Orson Scott Card has written some of my favorite books, and his ideas have influenced my own in various ways. So when I came across his World Watch column, which he writes on a weekly basis, I was pretty excited. Until I started actually reading the columns. I knew Card was a devoted Mormon, but the stances he takes in these columns are so at odds with my own, it surprised me. Not only that, it was a great disappointment, because his arguments seem opposed to his own writing. In his book, Speaker for the Dead, the philosophy espoused is that nobody is evil in their own minds, that you can’t judge somebody merely by the results of their actions, but must include a recognition of their intentions. He even has his protagonist explicitly mock the Calvinist student who says “Murder is murder … If the act is evil, then the actor is evil.” So it shocked me to find Card making similar statements in his columns, calling gay marriage wrong>, and drugs “devastatingly harmful”.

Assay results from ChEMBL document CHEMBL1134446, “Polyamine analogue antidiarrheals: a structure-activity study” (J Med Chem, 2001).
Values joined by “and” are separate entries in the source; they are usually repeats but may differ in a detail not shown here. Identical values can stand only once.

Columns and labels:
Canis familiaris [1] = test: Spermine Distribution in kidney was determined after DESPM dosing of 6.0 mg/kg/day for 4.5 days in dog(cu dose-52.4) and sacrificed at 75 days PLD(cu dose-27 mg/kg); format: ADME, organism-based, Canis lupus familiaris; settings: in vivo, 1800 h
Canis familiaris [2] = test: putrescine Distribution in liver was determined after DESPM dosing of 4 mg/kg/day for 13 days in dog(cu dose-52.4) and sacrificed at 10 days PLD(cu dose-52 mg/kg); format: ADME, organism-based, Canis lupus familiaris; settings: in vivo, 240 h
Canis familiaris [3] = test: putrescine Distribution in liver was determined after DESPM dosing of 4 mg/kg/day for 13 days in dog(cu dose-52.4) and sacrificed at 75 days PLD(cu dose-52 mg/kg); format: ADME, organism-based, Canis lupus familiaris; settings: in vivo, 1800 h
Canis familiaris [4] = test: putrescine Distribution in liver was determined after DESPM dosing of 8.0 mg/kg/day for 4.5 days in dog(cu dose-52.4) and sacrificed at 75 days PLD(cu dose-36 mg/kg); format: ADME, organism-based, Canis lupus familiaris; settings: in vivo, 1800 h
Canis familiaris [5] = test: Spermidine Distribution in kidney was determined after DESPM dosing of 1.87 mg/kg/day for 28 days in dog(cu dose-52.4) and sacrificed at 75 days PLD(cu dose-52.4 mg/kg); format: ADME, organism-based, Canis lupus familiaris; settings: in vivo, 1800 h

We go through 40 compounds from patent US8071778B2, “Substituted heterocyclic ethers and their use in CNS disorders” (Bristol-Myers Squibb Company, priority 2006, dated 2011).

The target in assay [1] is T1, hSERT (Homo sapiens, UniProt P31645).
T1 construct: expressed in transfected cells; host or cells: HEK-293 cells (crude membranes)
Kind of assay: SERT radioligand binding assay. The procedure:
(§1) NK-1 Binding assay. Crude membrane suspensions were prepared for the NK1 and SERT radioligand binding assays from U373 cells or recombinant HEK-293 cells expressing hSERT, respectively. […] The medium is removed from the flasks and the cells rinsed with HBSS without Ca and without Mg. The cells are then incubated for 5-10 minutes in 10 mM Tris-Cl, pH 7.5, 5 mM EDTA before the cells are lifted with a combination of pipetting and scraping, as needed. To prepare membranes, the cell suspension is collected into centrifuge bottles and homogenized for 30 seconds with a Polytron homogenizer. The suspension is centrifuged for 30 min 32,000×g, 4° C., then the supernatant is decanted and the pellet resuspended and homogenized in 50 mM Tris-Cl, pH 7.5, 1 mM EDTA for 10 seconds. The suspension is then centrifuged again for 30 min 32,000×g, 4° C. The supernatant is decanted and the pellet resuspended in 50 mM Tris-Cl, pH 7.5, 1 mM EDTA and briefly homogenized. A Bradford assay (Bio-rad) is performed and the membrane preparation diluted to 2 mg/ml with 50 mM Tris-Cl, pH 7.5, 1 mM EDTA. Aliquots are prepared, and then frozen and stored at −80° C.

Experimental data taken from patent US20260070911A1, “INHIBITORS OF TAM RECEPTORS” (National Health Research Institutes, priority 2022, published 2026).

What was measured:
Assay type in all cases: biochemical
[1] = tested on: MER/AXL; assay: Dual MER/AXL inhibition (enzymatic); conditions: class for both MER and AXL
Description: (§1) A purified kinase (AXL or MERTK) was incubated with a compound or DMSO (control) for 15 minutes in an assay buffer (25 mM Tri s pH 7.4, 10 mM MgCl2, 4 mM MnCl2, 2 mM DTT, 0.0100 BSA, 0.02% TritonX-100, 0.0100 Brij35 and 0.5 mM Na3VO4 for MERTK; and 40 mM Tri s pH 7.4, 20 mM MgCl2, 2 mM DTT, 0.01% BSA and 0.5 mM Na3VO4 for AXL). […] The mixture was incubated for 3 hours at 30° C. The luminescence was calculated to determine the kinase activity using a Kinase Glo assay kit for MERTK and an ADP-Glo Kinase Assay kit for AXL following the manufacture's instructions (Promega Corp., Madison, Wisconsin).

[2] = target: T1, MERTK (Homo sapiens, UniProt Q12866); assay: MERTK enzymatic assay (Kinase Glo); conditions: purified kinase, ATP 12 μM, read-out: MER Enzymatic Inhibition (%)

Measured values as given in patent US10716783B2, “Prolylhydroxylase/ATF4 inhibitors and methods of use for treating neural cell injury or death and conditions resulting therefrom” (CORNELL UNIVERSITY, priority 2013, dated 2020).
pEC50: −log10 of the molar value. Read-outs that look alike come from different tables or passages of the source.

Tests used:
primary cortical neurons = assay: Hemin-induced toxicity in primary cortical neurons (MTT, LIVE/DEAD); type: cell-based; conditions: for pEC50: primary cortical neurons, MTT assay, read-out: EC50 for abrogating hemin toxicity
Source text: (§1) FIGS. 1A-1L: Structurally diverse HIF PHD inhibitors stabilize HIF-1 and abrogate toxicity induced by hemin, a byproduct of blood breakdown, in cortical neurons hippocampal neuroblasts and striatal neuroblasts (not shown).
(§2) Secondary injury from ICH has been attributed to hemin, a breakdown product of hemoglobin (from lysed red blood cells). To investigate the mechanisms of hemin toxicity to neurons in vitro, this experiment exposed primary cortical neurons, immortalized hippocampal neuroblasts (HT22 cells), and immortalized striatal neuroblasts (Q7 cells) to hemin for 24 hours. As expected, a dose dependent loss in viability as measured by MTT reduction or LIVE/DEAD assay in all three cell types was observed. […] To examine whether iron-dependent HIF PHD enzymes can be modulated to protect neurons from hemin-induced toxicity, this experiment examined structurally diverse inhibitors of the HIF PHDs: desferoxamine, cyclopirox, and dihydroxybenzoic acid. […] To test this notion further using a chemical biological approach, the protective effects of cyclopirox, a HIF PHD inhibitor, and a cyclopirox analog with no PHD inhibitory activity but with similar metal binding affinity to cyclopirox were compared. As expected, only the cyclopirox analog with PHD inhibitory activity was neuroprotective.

His inconsistencies also bother me. He was never particularly strong at consistency in his novels, but when he says things like we should be at peace with our bodies and “Even if a person is heavy because of his own choices, why does that give anybody else a reason to abuse them?” in one column, but tells gays that they should marry someone of the opposite sex if they want to be married, it bothers me. Of course, the fact that he’s struggled with his own weight problems probably gives him more sympathy to the fat people.
I could spend a lot of time deconstructing his arguments, but suffice it to say that his columns disappointed me greatly. Even the ones where I agreed with him were unconvincing because they suffered from the same sense of moral outrage. I guess I’m particularly sensitized to this because it’s one of my own failings as a writer. I assume that because something is obviously outrageous to me, it’s outrageous to everybody, and my ability to convince people disappears in a blaze of self-righteousness. So I understand why it happens. But it still makes me lose respect for Card the columnist. He’s still a good writer, especially in his use of adjectives to up the emotional quotient of his writing. But when he says that anybody who disagrees with him must be somebody out for personal gain, it’s a great disappointment coming from the same writer who once described the Speaker for the Dead, and his ability to see everybody else’s perspective.